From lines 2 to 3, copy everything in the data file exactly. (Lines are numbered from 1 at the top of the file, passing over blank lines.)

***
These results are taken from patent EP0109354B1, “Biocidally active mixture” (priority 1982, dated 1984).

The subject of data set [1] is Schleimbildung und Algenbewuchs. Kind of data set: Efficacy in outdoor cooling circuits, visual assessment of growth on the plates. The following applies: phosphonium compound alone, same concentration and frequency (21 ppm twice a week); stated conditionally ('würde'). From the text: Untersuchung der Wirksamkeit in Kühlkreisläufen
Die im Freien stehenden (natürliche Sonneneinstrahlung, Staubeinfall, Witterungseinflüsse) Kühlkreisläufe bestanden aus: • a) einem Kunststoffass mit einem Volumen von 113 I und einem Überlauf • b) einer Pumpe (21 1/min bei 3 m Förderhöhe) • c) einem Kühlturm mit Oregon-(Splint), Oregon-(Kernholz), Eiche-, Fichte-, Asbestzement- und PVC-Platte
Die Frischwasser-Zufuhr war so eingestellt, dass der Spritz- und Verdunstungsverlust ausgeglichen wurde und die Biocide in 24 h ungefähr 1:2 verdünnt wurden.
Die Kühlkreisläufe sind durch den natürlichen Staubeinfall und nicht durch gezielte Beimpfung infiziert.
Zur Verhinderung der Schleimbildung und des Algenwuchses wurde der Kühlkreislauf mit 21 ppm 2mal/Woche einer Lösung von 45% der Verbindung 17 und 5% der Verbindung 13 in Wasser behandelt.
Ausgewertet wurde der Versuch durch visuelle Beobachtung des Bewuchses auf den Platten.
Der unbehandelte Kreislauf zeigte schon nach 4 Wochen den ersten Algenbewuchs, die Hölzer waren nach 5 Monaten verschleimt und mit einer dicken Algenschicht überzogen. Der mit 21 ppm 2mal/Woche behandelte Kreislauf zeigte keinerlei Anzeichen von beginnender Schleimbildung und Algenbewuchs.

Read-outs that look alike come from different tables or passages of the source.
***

The subject of data set [1] is Schleimbildung und Algenbewuchs. Kind of data set: Efficacy in outdoor cooling circuits, visual assessment of growth on the plates. The following applies: phosphonium compound alone, same concentration and frequency (21 ppm twice a week); stated conditionally ('würde'). From the text: Untersuchung der Wirksamkeit in Kühlkreisläufen
Die im Freien stehenden (natürliche Sonneneinstrahlung, Staubeinfall, Witterungseinflüsse) Kühlkreisläufe bestanden aus: • a) einem Kunststoffass mit einem Volumen von 113 I und einem Überlauf • b) einer Pumpe (21 1/min bei 3 m Förderhöhe) • c) einem Kühlturm mit Oregon-(Splint), Oregon-(Kernholz), Eiche-, Fichte-, Asbestzement- und PVC-Platte